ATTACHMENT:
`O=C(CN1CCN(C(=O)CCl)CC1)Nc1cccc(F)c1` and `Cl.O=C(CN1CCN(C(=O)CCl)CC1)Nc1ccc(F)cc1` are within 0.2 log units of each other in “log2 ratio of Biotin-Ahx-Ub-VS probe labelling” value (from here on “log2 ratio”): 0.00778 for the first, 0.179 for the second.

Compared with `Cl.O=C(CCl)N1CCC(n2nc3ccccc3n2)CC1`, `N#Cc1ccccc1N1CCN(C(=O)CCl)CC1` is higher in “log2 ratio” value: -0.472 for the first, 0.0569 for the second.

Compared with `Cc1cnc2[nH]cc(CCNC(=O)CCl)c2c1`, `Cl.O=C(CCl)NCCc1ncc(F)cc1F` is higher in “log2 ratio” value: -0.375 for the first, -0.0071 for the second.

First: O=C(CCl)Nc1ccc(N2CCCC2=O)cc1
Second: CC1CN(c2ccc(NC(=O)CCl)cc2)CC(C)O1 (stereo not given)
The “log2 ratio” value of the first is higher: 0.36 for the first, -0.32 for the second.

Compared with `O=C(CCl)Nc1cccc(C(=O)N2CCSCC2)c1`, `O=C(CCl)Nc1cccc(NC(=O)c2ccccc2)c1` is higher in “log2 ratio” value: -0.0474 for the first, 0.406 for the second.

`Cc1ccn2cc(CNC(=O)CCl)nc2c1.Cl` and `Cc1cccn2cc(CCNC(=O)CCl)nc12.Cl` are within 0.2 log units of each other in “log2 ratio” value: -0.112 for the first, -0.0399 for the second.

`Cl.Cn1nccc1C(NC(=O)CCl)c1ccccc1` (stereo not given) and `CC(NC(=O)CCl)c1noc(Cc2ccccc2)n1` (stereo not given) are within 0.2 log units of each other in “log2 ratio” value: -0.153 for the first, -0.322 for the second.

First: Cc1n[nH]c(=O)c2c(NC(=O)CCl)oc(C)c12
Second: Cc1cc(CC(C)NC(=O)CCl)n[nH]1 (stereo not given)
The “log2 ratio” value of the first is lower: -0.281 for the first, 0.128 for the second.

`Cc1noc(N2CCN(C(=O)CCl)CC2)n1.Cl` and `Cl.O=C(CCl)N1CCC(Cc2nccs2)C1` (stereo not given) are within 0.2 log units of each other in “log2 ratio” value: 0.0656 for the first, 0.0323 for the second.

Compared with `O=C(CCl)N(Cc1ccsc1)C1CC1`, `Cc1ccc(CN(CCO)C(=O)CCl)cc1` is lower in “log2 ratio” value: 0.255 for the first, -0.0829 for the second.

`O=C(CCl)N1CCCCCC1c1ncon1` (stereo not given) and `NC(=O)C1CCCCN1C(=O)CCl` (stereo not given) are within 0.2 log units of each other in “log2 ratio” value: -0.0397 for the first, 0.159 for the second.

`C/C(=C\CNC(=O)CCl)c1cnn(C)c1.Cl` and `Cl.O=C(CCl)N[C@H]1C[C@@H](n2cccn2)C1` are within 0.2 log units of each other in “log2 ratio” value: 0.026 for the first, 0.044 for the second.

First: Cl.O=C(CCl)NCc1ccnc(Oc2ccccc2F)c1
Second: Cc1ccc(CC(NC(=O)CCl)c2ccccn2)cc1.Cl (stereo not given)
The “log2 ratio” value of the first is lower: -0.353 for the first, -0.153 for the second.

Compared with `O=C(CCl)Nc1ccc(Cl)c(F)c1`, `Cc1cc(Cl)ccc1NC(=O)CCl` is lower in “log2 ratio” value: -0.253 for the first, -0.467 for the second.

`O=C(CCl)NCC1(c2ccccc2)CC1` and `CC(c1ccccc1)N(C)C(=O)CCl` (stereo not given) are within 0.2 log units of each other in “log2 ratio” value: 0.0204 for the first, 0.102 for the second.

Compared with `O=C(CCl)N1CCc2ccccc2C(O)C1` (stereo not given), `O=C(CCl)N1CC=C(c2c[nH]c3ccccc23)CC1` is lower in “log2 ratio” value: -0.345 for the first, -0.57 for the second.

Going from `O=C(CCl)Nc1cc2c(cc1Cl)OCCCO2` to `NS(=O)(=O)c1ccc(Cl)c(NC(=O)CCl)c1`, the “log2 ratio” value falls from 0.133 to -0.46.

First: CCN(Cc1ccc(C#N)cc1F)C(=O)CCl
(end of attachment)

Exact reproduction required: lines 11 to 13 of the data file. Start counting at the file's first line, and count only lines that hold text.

Second: Cc1cc(CC(C)NC(=O)CCl)n[nH]1 (stereo not given)
The “log2 ratio” value of the first is lower: -0.281 for the first, 0.128 for the second.

`Cc1noc(N2CCN(C(=O)CCl)CC2)n1.Cl` and `Cl.O=C(CCl)N1CCC(Cc2nccs2)C1` (stereo not given) are within 0.2 log units of each other in “log2 ratio” value: 0.0656 for the first, 0.0323 for the second.